‘Sticky eyes’ are common in newborn babies and young children while their tear ducts are developing. You may see some sticky stuff in the corner of the eyes or their eyelashes may be stuck together.
It normally clears up on its own, but you may have to clean your baby's eyes regularly with damp cotton wool. Use clean, cooled boiled water.
Wipe each eye from the corner by the nose outwards. Use a clean piece of cotton
wool for each wipe. Remember to wash your hands before and afterwards and
avoid sharing towels used by your baby to prevent spreading infection.
Eye tests and checks
It is important to look out for any signs of problems with your baby’s eyes. Routine eye tests are offered to newborn babies and children to identify any problems early on in their development. It's quite normal for the eyes of newborn babies to ‘cross’ occasionally, particularly when they're tired. However, speak to your GP or health visitor if you notice this happening to your child after three months of age. Left untreated, lazy eye can develop.
Although serious vision problems during childhood are rare, early testing ensures that any problems are picked up and managed as early as possible.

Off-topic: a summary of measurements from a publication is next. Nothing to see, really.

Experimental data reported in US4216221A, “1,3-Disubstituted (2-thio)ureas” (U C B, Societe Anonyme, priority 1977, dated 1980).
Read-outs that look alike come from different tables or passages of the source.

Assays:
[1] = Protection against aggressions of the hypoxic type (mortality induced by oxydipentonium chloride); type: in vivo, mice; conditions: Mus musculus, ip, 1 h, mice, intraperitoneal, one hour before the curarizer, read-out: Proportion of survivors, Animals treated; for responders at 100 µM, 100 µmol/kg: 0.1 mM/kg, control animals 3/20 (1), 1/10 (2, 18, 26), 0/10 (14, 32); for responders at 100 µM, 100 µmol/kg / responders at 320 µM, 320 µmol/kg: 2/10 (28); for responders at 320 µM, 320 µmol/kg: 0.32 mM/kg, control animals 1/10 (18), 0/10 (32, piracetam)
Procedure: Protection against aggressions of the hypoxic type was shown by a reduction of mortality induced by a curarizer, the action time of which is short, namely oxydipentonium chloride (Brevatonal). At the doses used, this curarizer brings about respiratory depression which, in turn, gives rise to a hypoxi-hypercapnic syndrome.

The signs of ‘sticky eyes’ can sometimes be confused with an infection called ‘conjunctivitis’. With conjunctivitis the white of the eyes become red and there is more yellow or green sticky goo which comes back regularly. If you notice this and it continues for more than 24 hours, contact your health visitor or GP. This can be passed on easily, so wash your hands and use a separate towel for your baby.
Sometimes the cause of watering
eyes is a blocked tear duct, it may
help if you massage the tear duct
every few hours using gentle
pressure on the outside of the nose,
near the corner of the eye.
If the tear duct continues to be
blocked at twelve months of age,
then consult your GP who may refer
your child to an eye specialist.
See your pharmacist or GP if:
Their eye becomes inflamed, angry
or red, there is yellow or green
sticky crusty discharge around the
eye that keeps on coming back.
Your baby rubs his/her eye a lot or
seems in pain.
Your baby does not like to open
their eyes, or light seems to hurt
your baby’s eye.
You think your baby might have
The structure of the eyelid does
not seem right.
For more information visit www.ihv.org.uk/families/top-tips
Source: iHV.org.uk 2016.